I created a recurring reminder in my iPhone the other day, and I set it to repeat Every 2 Weeks. The calendar app shortened it to Biweekly, and I thought, Wait, is that right? Which word means twice a month: biweekly or bimonthly?
It turns out I’m not the only person who has trouble with this distinction. According to Merriam-Webster’s Collegiate Dictionary, “Many people are puzzled about bimonthly and biweekly, which are often ambiguous because they are formed from both senses [‘every two’ and ‘two times’] of bi-. This ambiguity has been in existence for nearly a century and a half and cannot be eliminated by the dictionary.”
Okay, if the dictionary can’t solve it, what are we supposed to do? Some usage guides suggest using bi- to mean “every other” and semi- to mean “twice a.” This technique works fairly well for weeks and months, but it falls apart at years.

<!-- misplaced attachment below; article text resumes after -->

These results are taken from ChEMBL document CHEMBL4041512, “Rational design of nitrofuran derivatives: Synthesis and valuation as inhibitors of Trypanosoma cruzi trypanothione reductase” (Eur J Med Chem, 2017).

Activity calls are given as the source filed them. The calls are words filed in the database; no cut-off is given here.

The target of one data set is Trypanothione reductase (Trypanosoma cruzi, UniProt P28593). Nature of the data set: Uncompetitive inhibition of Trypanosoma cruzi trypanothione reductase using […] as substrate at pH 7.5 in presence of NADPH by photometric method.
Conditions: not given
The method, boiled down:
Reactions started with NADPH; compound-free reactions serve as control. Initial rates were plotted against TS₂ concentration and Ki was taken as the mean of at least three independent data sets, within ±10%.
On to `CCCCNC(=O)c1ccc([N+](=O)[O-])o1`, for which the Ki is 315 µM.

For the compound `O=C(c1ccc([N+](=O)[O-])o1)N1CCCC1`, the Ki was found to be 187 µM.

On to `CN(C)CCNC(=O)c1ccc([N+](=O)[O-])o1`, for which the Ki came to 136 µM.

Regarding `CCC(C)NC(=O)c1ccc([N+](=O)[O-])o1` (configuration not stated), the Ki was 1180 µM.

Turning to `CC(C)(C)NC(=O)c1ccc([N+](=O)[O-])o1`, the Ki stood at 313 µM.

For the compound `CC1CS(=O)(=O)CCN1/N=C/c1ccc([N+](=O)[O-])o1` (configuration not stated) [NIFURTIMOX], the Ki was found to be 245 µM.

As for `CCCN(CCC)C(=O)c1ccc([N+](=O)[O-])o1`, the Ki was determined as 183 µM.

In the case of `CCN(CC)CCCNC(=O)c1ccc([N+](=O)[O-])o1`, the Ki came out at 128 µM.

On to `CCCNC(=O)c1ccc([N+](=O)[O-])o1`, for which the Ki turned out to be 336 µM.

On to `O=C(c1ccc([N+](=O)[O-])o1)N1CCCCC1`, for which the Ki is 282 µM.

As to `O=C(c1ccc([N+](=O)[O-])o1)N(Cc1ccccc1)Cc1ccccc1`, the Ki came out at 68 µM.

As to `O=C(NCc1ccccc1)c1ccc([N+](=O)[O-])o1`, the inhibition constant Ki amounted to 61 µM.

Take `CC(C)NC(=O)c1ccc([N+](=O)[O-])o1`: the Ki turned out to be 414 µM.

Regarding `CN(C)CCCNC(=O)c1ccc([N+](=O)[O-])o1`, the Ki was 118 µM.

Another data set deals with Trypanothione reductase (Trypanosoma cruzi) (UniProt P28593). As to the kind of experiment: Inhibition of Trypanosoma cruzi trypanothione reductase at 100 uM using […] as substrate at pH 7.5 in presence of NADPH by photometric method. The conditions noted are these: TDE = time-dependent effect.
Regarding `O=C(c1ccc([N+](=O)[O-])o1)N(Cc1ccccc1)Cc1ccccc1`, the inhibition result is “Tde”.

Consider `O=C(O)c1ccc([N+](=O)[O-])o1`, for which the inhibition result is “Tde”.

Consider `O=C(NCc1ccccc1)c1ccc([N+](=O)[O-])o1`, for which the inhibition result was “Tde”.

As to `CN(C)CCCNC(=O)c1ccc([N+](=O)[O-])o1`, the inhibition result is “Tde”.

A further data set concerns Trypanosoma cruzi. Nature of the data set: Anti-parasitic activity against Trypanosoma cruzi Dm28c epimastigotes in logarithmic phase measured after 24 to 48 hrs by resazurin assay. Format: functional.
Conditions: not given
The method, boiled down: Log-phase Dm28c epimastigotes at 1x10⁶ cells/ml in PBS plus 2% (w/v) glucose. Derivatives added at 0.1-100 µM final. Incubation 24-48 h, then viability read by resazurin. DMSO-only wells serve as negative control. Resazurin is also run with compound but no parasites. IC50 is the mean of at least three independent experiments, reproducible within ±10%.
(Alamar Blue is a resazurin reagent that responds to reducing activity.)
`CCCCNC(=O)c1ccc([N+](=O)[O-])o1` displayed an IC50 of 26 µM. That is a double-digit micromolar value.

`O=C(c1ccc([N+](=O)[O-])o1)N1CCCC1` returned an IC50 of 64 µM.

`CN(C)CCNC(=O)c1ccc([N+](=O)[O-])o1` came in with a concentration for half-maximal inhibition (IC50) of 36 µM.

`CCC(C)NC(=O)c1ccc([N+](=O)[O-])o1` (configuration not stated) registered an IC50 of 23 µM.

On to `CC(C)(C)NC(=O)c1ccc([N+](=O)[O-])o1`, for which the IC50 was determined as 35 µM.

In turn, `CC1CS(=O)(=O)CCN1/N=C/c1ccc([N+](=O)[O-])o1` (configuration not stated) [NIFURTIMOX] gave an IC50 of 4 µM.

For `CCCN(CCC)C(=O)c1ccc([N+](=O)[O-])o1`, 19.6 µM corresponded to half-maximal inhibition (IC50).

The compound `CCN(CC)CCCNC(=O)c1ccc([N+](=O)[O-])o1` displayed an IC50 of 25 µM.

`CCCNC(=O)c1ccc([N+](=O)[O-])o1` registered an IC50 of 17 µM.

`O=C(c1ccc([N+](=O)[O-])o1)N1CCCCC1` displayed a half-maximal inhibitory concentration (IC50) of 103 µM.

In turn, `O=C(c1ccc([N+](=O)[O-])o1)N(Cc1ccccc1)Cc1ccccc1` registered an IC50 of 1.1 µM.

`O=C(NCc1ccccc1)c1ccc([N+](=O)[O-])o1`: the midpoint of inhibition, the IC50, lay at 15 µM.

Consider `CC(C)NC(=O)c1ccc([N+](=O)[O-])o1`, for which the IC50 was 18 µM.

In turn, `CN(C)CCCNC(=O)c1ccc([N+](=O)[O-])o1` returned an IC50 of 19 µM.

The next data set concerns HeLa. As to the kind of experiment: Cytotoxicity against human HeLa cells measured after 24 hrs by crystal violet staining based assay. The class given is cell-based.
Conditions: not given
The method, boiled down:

|Semiweekly||Twice a week|
|Biweekly||Every other week|
|Semimonthly*||Twice a month|
|Bimonthly||Every other month|
|Biannually||Twice a year|
|Biennially||Every other year|
*What’s the difference between biweekly and semimonthly? This comes up most often with payroll. A company that issues paychecks every other Friday pays biweekly, and a company that issues paychecks on the first and fifteenth pays semimonthly.
Even if you follow this usage guide exactly, you face a problem: Your audience probably doesn’t know these distinctions. As Merriam-Webster points out, “The chief difficulty is that many users of these words assume that others know exactly what they mean, and they do not bother to make their context clear.”
Your best bet, then, is to skip these words altogether and just use the phrases in the right-hand column (“twice a month,” “every other year,” etc.). Everyone will understand what you mean—including you.